The proximity and human ties between populous towns and cities along the border means it is easy for the coronavirus to re-infect both sides.

The U.S.-Mexico border region, which stretches 3,175 km (1,973 miles), is home to at least 14.6 million people, according to government data from 2018.

Tens of thousands of Central Americans have trekked to the U.S. border in recent months, in a growing humanitarian challenge for U.S. President Joe Biden. Delgado did not specify whether a new proposal for vaccines in the border area would include migrants.

The supply of vaccines has become a global diplomatic tussle.

Mexico government officials on Friday declared the doses of AstraZeneca’s vaccine shipped from the United States safe and approved by two health regulators after operations were halted at the U.S. plant that produced them due to contamination.

Following Delgado’s interview with Reuters, a representative for her declined to comment on whether the issue could impact future vaccine agreements with the United States.

Ebrard will also make trips to Russia, China and India, as part of efforts to ensure supply agreements are honored.

Part of his agenda in the United States will be devoted to vaccines, including “scientific exchange,” Delgado said.

Mexico has so far received more than 21 million shots, primarily from Pfizer, AstraZeneca, China’s Sinovac and Cansino and Russia’s Sputnik V.

But supply delays and shortages have hampered the campaign to vaccinate its population of 126 million.

The country has relied on deals with China and Russia amid gaps by Western suppliers and slow shipments through global COVAX facility mechanism, led by the GAVI vaccines alliance and the World Health Organization to promote equitable access.

Mexico was considering hosting Phase III trials for an additional Chinese vaccine, Delgado said. She declined to say which one.

(Reporting by Adriana Barrera and Cassandra Garrison; Editing by Frank Jack Daniel and Karishma Singh)

U.S. adds 116 countries to its ‘Do Not Travel’ advisory list

By David Shepardson

WASHINGTON (Reuters) -The U.S. State Department has added at least 116 countries this week to its “Level Four: Do Not Travel” advisory list, putting the UK, Canada, France, Israel, Mexico, Germany and others on the list, citing a “very high level of COVID-19.”

On Monday, the State Department said it would boost the number of countries receiving its highest advisory rating to about 80% of countries worldwide.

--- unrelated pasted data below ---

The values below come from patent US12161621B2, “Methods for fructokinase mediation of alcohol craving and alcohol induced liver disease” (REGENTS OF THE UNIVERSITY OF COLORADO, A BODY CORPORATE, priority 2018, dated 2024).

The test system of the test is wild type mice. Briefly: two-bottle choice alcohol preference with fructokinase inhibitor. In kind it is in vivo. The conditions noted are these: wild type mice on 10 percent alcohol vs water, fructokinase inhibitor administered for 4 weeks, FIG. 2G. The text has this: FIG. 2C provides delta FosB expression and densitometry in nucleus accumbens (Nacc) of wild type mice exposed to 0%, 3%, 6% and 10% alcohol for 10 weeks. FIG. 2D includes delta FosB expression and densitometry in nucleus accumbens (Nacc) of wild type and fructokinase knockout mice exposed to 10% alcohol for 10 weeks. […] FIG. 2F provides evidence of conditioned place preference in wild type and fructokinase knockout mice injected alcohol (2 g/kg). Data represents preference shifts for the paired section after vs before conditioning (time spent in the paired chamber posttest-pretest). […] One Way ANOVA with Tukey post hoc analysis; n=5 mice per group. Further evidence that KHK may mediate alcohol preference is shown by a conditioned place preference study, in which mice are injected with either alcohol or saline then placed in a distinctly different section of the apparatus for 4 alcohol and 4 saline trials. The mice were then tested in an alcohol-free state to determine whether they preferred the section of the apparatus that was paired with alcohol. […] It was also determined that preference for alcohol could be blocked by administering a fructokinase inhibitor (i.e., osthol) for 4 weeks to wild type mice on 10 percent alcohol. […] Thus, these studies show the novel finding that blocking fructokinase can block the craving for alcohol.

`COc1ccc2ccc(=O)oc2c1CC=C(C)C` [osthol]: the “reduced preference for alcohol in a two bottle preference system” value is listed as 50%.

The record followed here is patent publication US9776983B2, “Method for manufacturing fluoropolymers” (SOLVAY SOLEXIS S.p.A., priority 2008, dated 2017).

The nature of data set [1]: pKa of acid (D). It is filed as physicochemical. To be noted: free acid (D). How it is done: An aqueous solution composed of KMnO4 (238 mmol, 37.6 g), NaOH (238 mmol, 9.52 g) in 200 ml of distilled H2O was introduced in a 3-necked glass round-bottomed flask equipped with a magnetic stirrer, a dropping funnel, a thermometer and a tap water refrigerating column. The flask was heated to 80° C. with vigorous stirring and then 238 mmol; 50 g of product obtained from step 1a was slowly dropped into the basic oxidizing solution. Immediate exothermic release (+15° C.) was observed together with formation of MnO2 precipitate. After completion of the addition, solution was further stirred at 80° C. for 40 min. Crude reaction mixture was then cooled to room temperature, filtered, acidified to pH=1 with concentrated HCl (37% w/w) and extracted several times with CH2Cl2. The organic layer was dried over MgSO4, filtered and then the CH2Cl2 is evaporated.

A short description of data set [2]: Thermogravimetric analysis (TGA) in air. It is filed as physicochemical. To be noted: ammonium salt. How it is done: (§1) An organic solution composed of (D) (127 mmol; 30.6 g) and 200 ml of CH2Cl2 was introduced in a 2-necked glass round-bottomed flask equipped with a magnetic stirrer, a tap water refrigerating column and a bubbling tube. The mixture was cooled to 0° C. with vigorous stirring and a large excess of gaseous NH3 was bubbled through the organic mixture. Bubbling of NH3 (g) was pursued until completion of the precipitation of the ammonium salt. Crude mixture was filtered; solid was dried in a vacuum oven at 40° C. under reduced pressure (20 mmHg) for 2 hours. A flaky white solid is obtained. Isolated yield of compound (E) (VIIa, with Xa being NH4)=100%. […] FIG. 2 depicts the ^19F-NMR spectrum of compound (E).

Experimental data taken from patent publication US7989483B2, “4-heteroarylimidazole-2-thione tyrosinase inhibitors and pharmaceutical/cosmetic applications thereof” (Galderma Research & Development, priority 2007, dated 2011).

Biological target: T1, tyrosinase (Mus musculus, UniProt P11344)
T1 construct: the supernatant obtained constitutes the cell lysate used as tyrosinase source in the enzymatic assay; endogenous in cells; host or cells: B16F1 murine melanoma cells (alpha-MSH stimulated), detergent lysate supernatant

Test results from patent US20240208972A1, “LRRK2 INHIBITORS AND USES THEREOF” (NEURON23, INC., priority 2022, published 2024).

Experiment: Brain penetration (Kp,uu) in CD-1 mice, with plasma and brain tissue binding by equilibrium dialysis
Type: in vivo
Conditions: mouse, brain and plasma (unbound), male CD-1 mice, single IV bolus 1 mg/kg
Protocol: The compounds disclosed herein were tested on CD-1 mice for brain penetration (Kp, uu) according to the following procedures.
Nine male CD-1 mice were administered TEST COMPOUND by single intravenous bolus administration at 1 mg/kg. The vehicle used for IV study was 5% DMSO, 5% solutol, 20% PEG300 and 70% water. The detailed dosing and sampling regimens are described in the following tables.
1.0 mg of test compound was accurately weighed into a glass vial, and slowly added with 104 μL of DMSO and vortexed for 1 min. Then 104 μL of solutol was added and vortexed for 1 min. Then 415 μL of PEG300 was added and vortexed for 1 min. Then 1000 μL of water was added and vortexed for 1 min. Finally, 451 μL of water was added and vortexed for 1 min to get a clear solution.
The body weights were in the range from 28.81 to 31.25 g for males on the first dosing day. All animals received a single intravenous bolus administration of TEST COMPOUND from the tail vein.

Before Tuesday, the State Department listed 34 out of about 200 countries as “Do Not Travel.” The State Department now lists 150 countries at Level Four. It declined to say when it would complete the updates.

The State Department said on Monday the move did not imply a reassessment of current health situations in some countries, but rather “reflects an adjustment in the State Department’s Travel Advisory system to rely more on (the U.S. Centers for Disease Control and Prevention’s) existing epidemiological assessments.”

The recommendations are not mandatory and do not bar Americans from travel.

Other countries in the “Do Not Travel” list include Finland, Egypt, Belgium, Turkey, Italy, Sweden, Switzerland and Spain. Some countries like China and Japan remain at Level 3: Reconsider Travel.”

Most Americans already had been prevented from traveling to much of Europe because of COVID-19 restrictions. Washington has barred nearly all non-U.S. citizens who have recently been in most of Europe, China, Brazil, Iran and South Africa.

On Tuesday, the United States extended by a further 30 days restrictions in place for 13 months that bar non-essential travel at its Canadian and Mexican borders.

Nick Calio, who heads Airlines for America, a trade group representing major U.S. carriers, told a U.S. Senate panel on Wednesday that policymakers needed to find a “road map” to reopening international travel.

Earlier this month, the CDC said fully vaccinated people could safely travel within the United States at “low risk,” but its director, Rochelle Walensky, discouraged Americans from doing so because of high coronavirus cases nationwide.

(Reporting by David Shepardson; Editing by Peter Cooney)

Bumpy first weeks of Harris’ immigration role show challenges of the job

By Nandita Bose

WASHINGTON (Reuters) – When President Joe Biden entrusted Vice President Kamala Harris in March with leading U.S. diplomatic efforts to cut immigration from Mexico and Central America’s “Northern Triangle,” experts described the job as both “perilous” and a “political grenade.”

The subsequent weeks have shown just how challenging the role will be as the administration seeks to defuse a crisis at the border.

Harris has pushed Central American countries to increase troops at their borders and said she plans to visit Guatemala and Mexico, which could happen in as soon as a month.

At a meeting with advisers last week, which focused heavily on anti-corruption efforts, Harris spoke about tackling the root causes of migration that have plagued the region for decades – gang violence, drug-trafficking cartels, hurricanes, floods and earthquakes – with diplomacy.

But thorny issues have already surfaced with the leaders of Guatemala, Honduras and El Salvador, and unaccompanied children continue to show up at the U.S. border with Mexico.

Representatives for Harris did not comment but cited administration statements on the issue.

To succeed in her task, Harris needs to balance opposing priorities, experts and advisers said.

They include maintaining political distance from Central American leaders while conveying that the United States wants to cooperate, and long-term strategies to fix the underlying reasons people are fleeing those countries as well as small wins that can result in immediate success at home.

Harris is still calibrating the right tone, said Andrew Selee, president of the Migration Policy Institute, who recently participated in a meeting Harris convened about problems in the region.